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Beggars at robots

23 November 2008

On the way to church this morning we listened to the radio. They were interviewing Wayne Minnaar, the head of the Joburg Metro Police, about the problem of beggars at robots. It’s illegal, the interviewer says, so why don’t the Metro Police do something about it. It’s not so easy says Wayne Minnaar. They are homeless and have no Id. You can’t give them a ticket for begging, because what address would you put on the ticket? And you can’t put them in jail, because begging isn’t a major crime, so there’s nothing you can do.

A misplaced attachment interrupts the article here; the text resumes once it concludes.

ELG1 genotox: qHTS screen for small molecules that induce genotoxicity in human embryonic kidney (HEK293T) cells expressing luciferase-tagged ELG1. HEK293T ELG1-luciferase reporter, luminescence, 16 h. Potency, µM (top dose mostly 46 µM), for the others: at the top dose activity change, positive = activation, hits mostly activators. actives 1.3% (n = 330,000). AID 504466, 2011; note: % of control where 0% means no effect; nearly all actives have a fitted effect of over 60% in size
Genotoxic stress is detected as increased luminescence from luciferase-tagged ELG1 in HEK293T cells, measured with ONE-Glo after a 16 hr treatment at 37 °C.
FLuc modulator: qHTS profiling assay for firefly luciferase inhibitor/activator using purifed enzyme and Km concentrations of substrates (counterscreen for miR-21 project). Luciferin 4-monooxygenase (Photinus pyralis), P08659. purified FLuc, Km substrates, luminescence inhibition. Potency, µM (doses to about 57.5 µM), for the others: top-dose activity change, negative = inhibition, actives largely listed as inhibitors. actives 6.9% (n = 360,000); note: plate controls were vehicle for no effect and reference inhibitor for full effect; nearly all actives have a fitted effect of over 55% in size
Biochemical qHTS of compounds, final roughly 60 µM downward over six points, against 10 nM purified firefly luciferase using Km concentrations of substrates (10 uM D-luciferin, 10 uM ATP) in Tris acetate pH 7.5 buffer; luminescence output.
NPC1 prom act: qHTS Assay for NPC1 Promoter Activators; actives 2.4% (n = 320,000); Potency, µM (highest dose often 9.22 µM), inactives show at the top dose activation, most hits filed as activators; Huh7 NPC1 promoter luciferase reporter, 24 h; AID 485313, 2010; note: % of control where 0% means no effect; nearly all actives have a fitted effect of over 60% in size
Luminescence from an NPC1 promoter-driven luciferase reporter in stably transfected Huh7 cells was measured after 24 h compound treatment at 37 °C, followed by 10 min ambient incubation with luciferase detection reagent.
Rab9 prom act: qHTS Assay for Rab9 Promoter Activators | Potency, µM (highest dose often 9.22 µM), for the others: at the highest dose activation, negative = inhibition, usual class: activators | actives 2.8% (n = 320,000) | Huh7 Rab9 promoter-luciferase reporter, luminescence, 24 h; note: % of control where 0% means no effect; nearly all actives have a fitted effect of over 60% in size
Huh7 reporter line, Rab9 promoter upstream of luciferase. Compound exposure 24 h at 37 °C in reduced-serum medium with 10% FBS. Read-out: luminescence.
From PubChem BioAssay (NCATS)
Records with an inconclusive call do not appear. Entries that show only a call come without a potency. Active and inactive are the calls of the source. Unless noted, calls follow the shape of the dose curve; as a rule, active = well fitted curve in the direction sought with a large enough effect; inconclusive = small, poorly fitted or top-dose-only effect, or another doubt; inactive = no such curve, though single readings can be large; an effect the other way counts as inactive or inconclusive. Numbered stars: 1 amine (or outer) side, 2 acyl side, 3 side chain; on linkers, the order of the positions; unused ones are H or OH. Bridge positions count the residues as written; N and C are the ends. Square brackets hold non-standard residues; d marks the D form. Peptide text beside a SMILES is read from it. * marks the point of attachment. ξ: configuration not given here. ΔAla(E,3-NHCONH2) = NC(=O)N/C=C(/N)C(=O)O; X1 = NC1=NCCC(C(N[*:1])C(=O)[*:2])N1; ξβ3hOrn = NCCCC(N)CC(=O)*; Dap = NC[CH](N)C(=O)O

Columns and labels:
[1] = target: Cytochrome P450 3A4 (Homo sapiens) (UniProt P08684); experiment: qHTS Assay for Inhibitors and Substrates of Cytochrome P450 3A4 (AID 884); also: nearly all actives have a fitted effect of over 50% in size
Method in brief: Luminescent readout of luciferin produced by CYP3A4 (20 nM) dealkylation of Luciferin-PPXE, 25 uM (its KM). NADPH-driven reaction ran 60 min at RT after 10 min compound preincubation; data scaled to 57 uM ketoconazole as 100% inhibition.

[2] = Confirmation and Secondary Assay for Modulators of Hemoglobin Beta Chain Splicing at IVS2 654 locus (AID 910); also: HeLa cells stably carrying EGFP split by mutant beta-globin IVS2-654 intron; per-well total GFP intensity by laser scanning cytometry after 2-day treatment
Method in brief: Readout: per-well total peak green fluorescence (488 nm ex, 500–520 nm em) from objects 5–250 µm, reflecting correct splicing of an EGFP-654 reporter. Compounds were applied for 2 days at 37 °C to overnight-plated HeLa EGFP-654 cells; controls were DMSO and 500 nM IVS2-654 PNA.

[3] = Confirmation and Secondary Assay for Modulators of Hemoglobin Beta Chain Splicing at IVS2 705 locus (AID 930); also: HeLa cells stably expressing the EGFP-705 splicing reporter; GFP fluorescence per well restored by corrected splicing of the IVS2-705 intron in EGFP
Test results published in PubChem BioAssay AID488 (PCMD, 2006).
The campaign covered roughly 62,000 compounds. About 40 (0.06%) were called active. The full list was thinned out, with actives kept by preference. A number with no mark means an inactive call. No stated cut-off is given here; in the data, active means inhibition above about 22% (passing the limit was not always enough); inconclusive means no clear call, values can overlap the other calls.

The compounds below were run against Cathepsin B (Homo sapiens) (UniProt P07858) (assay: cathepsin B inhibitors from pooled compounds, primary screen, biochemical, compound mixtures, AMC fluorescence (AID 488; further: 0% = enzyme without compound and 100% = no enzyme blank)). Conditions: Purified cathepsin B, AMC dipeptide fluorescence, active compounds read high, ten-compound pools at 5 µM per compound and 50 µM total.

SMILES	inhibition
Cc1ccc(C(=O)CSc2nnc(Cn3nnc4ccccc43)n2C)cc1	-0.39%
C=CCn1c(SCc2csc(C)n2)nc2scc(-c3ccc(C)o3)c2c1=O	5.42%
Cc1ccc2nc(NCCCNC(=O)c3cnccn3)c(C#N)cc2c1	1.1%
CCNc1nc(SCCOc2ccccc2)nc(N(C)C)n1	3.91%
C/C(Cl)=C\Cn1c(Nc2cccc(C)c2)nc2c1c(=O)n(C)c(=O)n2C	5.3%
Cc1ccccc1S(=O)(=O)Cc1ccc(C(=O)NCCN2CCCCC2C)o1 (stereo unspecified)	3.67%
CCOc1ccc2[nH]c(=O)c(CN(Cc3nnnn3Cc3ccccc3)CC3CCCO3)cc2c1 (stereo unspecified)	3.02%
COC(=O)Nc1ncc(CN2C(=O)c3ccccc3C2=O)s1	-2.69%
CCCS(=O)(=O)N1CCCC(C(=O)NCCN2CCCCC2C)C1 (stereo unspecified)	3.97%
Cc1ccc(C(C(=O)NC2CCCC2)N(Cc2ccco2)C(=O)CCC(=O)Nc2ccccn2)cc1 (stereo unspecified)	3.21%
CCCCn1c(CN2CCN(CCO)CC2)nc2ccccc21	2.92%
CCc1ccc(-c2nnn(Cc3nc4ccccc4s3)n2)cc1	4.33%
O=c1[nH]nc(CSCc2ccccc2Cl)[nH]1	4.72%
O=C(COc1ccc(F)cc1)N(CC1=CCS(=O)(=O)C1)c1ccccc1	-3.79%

But they are criminals says the interviewer. But anyway, says Minnaar, people give them money. Once we took a lot of them off the street to a place of safety, and gave them a lecture on the dangers of begging, and they just went straight back on the streets again. Because people give them money, and it’s not a major crime. You can’t put them in jail as if they were murderers or rapists.

This is followed by an interview with a a doctor who talks about piles. He’s not very articulate, and ums and ahs a lot, but unlike the head of the Metro Police, he has a cure. There are lots of cures for piles, and they are quick. Just give ’em an enema.

Perhaps Wayne Minnar could take a leaf out of his book.

Or perhaps he could take a leaf out of the book of the Durban Metro Police, and not bother giving tickets to homeless beggars, but rather ticket the motorists who give them money while stopped at robots.

I wonder if they’ve started doing it yet, and what the response of motorists has been?